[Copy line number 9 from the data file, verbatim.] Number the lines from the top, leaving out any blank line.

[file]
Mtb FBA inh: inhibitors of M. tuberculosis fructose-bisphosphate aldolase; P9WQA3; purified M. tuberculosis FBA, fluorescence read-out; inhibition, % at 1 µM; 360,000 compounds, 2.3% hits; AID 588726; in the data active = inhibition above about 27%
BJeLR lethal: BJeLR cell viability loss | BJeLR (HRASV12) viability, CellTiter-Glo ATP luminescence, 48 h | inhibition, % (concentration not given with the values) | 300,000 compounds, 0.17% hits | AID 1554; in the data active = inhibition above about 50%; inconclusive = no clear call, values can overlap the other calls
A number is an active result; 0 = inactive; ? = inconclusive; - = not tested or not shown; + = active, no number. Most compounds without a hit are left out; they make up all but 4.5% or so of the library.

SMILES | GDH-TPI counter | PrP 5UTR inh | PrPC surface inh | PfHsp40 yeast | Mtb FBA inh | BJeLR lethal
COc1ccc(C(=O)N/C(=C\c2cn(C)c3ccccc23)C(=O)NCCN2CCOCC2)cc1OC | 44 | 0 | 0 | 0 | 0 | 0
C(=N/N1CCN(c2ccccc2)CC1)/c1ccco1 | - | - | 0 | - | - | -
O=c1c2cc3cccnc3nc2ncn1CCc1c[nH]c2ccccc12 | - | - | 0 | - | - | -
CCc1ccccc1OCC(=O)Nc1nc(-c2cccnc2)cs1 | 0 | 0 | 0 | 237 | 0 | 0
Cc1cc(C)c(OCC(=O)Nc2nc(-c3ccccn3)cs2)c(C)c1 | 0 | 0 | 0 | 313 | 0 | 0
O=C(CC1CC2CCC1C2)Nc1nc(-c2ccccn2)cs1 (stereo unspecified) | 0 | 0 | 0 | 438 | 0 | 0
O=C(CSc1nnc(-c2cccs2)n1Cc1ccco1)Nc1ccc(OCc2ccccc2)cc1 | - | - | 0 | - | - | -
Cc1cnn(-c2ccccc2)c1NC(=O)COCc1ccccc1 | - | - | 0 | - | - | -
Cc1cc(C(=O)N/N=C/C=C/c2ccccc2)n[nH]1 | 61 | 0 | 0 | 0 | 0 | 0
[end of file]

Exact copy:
Cc1cc(C)c(OCC(=O)Nc2nc(-c3ccccn3)cs2)c(C)c1 | 0 | 0 | 0 | 313 | 0 | 0